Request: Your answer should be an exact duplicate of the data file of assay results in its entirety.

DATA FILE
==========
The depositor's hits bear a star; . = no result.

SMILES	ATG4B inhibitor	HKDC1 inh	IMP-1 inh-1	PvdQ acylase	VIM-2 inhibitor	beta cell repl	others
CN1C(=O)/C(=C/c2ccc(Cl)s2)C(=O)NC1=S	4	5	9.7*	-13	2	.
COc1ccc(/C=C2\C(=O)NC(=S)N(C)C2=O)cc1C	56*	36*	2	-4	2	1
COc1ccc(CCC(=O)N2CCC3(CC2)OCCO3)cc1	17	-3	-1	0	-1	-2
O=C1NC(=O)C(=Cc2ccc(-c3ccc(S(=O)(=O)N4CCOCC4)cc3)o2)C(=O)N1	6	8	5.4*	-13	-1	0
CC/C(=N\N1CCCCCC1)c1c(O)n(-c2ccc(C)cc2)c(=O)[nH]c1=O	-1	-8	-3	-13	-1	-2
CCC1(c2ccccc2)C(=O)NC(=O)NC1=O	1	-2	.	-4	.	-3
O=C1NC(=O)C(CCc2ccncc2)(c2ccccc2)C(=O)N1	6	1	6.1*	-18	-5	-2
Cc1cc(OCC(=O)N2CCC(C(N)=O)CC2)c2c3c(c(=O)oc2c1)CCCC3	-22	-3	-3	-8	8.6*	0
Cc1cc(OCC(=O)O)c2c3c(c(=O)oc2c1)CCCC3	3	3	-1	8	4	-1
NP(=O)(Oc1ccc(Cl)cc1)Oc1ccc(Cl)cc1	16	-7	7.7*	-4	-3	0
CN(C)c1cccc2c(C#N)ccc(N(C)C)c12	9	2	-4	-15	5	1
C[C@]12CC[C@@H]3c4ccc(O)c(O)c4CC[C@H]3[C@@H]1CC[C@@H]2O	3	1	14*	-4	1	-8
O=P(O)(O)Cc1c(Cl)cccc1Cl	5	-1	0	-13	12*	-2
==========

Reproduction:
The depositor's hits bear a star; . = no result.

SMILES	ATG4B inhibitor	HKDC1 inh	IMP-1 inh-1	PvdQ acylase	VIM-2 inhibitor	beta cell repl	others
CN1C(=O)/C(=C/c2ccc(Cl)s2)C(=O)NC1=S	4	5	9.7*	-13	2	.
COc1ccc(/C=C2\C(=O)NC(=S)N(C)C2=O)cc1C	56*	36*	2	-4	2	1
COc1ccc(CCC(=O)N2CCC3(CC2)OCCO3)cc1	17	-3	-1	0	-1	-2
O=C1NC(=O)C(=Cc2ccc(-c3ccc(S(=O)(=O)N4CCOCC4)cc3)o2)C(=O)N1	6	8	5.4*	-13	-1	0
CC/C(=N\N1CCCCCC1)c1c(O)n(-c2ccc(C)cc2)c(=O)[nH]c1=O	-1	-8	-3	-13	-1	-2
CCC1(c2ccccc2)C(=O)NC(=O)NC1=O	1	-2	.	-4	.	-3
O=C1NC(=O)C(CCc2ccncc2)(c2ccccc2)C(=O)N1	6	1	6.1*	-18	-5	-2
Cc1cc(OCC(=O)N2CCC(C(N)=O)CC2)c2c3c(c(=O)oc2c1)CCCC3	-22	-3	-3	-8	8.6*	0
Cc1cc(OCC(=O)O)c2c3c(c(=O)oc2c1)CCCC3	3	3	-1	8	4	-1
NP(=O)(Oc1ccc(Cl)cc1)Oc1ccc(Cl)cc1	16	-7	7.7*	-4	-3	0
CN(C)c1cccc2c(C#N)ccc(N(C)C)c12	9	2	-4	-15	5	1
C[C@]12CC[C@@H]3c4ccc(O)c(O)c4CC[C@H]3[C@@H]1CC[C@@H]2O	3	1	14*	-4	1	-8
O=P(O)(O)Cc1c(Cl)cccc1Cl	5	-1	0	-13	12*	-2